Also, can HPP be used in fresh produce which is sold at retail in loose, unpackaged form? Examples include tomatoes, spinach, lettuce, canteloupe, peppers, sprouts, etc, many of which have caused outbreaks in recent years.
    Another concern I have is the likely expectation of gov agencies that ALL food manufacturers and processors MUST eventually incorporate HPP into their operations? An example is USDA’s current style of HACCP, in which agency actions since 2000 have revealed that USDA secretly expects meat & poultry plants of all sizes should utilize a “One Size Fits All” production protocol. In my very small plant and countless others, USDA personnel continually state that ALL plants should consider implementation of interventions which are so blasted expensive that only the largest high-chain speed plants can afford to implement the technology. Furthermore, the high-speeds of the mega plants contribute to pathogen problems, which is why these largest plants absolutely need every intervention known to mankind, while the snail-speed small plants have a greatly diminished pathogen risk.
    If HPP technology eventually morphs into application for the produce industry, what will happen to small, local produce growers with but a small local marketing area? I respectfully suggest that America prospers when our nation is liberally sprinkled with an abundance of small, local & regional producers.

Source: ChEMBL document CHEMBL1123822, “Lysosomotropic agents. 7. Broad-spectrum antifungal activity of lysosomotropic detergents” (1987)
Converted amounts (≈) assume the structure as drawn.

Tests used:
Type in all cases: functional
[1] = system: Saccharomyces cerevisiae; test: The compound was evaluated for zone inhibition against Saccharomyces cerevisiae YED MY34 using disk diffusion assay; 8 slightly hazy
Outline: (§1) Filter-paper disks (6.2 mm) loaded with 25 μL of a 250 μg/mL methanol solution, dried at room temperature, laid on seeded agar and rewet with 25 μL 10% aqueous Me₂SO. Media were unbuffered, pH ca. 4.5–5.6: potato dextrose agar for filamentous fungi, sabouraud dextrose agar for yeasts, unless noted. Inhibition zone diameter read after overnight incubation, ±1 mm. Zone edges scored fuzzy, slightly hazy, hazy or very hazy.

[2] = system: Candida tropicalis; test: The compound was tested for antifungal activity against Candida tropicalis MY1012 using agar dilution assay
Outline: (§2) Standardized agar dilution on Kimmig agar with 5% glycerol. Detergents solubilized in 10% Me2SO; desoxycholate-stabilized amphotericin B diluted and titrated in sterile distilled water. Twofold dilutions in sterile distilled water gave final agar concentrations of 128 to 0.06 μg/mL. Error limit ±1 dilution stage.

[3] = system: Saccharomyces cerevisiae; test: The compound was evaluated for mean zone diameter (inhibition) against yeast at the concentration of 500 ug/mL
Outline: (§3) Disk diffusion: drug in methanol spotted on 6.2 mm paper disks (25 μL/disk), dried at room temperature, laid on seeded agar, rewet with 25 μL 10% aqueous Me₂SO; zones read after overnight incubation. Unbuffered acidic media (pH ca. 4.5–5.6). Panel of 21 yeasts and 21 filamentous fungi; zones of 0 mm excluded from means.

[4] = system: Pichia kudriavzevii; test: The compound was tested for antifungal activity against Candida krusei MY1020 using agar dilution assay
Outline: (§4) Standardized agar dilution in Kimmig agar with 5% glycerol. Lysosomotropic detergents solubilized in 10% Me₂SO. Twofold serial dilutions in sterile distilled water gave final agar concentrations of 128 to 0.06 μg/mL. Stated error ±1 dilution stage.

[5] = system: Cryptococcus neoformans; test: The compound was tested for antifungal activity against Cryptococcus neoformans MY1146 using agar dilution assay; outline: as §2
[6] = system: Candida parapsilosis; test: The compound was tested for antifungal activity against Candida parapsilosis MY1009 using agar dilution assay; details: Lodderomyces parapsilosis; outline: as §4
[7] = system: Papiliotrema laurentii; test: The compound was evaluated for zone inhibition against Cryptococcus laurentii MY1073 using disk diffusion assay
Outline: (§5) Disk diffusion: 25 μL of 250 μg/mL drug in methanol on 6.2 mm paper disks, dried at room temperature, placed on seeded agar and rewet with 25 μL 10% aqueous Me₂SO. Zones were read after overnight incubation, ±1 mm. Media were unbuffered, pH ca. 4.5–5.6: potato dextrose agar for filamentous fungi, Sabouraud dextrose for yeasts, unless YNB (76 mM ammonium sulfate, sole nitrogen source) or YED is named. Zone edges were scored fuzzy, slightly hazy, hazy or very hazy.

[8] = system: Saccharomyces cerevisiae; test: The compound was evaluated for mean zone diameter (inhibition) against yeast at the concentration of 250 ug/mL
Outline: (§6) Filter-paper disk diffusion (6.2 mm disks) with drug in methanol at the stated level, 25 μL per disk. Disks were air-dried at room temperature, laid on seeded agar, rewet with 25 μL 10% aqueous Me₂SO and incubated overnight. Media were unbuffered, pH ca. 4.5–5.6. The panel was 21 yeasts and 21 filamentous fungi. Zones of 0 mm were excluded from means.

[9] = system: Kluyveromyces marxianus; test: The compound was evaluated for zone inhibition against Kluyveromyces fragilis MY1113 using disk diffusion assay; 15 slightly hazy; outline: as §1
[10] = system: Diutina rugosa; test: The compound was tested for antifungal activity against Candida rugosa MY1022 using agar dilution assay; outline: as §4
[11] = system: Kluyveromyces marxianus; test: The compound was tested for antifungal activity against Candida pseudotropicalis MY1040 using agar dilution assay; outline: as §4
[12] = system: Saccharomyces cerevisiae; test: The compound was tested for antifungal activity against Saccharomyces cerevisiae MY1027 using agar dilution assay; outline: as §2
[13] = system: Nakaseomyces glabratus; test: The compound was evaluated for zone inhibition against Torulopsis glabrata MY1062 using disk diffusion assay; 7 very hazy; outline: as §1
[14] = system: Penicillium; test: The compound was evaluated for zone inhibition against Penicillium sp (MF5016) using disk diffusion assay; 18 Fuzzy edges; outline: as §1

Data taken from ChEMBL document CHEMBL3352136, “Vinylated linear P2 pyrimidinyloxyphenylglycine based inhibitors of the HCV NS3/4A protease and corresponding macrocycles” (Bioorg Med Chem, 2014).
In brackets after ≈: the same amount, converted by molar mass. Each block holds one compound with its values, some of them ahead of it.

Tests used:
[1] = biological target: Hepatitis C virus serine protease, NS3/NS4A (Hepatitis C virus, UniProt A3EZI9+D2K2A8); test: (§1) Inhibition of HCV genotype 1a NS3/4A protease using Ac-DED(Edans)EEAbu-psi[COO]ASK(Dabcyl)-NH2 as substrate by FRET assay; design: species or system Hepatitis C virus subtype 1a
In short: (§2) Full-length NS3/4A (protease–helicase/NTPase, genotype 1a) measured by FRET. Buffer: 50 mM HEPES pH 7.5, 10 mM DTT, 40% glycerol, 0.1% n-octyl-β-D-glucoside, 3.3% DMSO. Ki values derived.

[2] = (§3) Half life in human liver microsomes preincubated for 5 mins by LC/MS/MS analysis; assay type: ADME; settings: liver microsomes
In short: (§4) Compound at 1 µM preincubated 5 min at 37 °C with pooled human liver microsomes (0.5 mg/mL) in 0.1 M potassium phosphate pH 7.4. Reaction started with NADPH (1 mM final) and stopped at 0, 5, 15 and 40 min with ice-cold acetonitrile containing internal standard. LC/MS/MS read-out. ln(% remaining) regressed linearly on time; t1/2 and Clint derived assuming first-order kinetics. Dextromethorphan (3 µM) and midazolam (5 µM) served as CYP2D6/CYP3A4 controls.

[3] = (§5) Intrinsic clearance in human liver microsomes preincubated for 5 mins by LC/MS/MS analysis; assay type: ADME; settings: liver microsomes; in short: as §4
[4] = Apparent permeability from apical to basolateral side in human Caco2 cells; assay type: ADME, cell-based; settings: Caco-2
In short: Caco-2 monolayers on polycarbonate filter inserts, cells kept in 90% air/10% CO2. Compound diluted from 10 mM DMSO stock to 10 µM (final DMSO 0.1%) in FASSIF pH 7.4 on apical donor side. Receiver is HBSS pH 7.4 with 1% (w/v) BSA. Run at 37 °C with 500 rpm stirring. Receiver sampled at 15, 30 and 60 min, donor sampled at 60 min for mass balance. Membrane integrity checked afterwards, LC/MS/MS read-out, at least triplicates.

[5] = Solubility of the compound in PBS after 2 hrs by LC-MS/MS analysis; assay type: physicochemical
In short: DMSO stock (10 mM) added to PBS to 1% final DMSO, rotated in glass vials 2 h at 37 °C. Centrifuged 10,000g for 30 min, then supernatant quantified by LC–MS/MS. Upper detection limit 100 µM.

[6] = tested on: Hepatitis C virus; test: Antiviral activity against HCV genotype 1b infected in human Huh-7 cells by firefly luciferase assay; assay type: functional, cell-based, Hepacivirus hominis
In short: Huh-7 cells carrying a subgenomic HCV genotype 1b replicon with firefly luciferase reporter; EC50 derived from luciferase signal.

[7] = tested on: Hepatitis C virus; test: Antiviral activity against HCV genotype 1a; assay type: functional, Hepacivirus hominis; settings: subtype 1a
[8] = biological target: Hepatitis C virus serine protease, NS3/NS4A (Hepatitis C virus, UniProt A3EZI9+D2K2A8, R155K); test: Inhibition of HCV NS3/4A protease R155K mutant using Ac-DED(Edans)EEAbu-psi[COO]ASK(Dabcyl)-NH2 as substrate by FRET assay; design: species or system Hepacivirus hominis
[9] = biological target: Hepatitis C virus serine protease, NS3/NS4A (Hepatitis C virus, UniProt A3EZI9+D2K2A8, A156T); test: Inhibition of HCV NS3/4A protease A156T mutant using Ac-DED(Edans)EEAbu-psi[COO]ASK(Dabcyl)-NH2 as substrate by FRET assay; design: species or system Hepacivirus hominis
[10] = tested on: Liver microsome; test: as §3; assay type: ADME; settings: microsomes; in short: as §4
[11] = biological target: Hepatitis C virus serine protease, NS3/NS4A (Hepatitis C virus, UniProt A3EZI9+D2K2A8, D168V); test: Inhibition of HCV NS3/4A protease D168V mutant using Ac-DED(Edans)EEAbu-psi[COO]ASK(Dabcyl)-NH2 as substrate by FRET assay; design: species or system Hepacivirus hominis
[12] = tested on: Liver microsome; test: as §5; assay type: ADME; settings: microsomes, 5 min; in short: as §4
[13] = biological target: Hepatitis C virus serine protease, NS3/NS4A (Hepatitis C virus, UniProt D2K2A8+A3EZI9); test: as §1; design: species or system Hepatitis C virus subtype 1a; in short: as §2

I am not criticizing HPP. Rather, I’m asking that someone be bold enough to discuss its potential limitations for certain products. And, USDA and FDA must be upfront here, and be audacious enough to delineate the practical limitations of HPP for products under their authority.
    Eventually, we will be forced to admit that whoever (family kitchens, restaurants, nursing homes, caterers) prepares for consumption food not treated with HPP must still treat such food as risky, and handle it accordingly.
    HPP is undeniably an admirable tool in our intervention arsennal. We simply need to also discuss its probable limitations, and get such discussion into our society.
    John Munsell

  • mrothschild

    Glenn Hewson says: “We have performed tests and trials on tree nuts however the issue is that the nuts have sharp edges which, due to the pressure, punch through the packaging material and let in the processing water.”

  • Mary Rothschild

    Glenn Hewson says: “We have performed tests and trials on tree nuts however the issue is that the nuts have sharp edges which, due to the pressure, punch through the packaging material and let in the processing water.”